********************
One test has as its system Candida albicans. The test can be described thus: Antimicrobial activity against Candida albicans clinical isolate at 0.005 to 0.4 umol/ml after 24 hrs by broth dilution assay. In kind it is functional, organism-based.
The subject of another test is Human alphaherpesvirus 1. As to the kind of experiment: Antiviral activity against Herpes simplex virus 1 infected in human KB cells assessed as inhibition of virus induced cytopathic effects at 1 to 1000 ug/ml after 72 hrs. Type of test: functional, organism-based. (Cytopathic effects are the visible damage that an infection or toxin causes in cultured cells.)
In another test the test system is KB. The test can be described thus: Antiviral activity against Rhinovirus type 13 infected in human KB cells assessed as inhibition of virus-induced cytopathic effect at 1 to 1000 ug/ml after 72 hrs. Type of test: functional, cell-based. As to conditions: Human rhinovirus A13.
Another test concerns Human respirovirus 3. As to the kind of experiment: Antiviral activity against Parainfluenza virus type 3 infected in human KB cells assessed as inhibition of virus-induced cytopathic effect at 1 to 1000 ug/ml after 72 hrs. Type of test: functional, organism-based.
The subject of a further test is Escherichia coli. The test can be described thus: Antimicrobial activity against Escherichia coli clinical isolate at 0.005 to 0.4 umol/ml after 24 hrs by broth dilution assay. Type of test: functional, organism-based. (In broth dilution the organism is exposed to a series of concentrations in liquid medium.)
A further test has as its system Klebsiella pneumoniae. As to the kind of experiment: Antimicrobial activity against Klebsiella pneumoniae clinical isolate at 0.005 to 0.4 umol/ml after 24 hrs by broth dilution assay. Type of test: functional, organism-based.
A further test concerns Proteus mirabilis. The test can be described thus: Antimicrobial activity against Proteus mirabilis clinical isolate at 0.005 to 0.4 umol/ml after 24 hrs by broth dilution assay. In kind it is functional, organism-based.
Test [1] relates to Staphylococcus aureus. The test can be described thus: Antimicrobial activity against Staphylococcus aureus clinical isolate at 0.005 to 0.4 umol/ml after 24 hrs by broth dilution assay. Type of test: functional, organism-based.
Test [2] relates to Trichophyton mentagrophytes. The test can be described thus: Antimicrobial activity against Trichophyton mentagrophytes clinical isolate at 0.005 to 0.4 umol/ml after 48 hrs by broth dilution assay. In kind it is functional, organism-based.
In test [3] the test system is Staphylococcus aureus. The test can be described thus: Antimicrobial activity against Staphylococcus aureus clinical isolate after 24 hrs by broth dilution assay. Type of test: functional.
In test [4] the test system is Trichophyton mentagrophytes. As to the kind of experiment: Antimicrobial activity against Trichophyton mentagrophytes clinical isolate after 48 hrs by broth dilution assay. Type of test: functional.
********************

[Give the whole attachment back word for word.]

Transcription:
One test has as its system Candida albicans. The test can be described thus: Antimicrobial activity against Candida albicans clinical isolate at 0.005 to 0.4 umol/ml after 24 hrs by broth dilution assay. In kind it is functional, organism-based.
The subject of another test is Human alphaherpesvirus 1. As to the kind of experiment: Antiviral activity against Herpes simplex virus 1 infected in human KB cells assessed as inhibition of virus induced cytopathic effects at 1 to 1000 ug/ml after 72 hrs. Type of test: functional, organism-based. (Cytopathic effects are the visible damage that an infection or toxin causes in cultured cells.)
In another test the test system is KB. The test can be described thus: Antiviral activity against Rhinovirus type 13 infected in human KB cells assessed as inhibition of virus-induced cytopathic effect at 1 to 1000 ug/ml after 72 hrs. Type of test: functional, cell-based. As to conditions: Human rhinovirus A13.
Another test concerns Human respirovirus 3. As to the kind of experiment: Antiviral activity against Parainfluenza virus type 3 infected in human KB cells assessed as inhibition of virus-induced cytopathic effect at 1 to 1000 ug/ml after 72 hrs. Type of test: functional, organism-based.
The subject of a further test is Escherichia coli. The test can be described thus: Antimicrobial activity against Escherichia coli clinical isolate at 0.005 to 0.4 umol/ml after 24 hrs by broth dilution assay. Type of test: functional, organism-based. (In broth dilution the organism is exposed to a series of concentrations in liquid medium.)
A further test has as its system Klebsiella pneumoniae. As to the kind of experiment: Antimicrobial activity against Klebsiella pneumoniae clinical isolate at 0.005 to 0.4 umol/ml after 24 hrs by broth dilution assay. Type of test: functional, organism-based.
A further test concerns Proteus mirabilis. The test can be described thus: Antimicrobial activity against Proteus mirabilis clinical isolate at 0.005 to 0.4 umol/ml after 24 hrs by broth dilution assay. In kind it is functional, organism-based.
Test [1] relates to Staphylococcus aureus. The test can be described thus: Antimicrobial activity against Staphylococcus aureus clinical isolate at 0.005 to 0.4 umol/ml after 24 hrs by broth dilution assay. Type of test: functional, organism-based.
Test [2] relates to Trichophyton mentagrophytes. The test can be described thus: Antimicrobial activity against Trichophyton mentagrophytes clinical isolate at 0.005 to 0.4 umol/ml after 48 hrs by broth dilution assay. In kind it is functional, organism-based.
In test [3] the test system is Staphylococcus aureus. The test can be described thus: Antimicrobial activity against Staphylococcus aureus clinical isolate after 24 hrs by broth dilution assay. Type of test: functional.
In test [4] the test system is Trichophyton mentagrophytes. As to the kind of experiment: Antimicrobial activity against Trichophyton mentagrophytes clinical isolate after 48 hrs by broth dilution assay. Type of test: functional.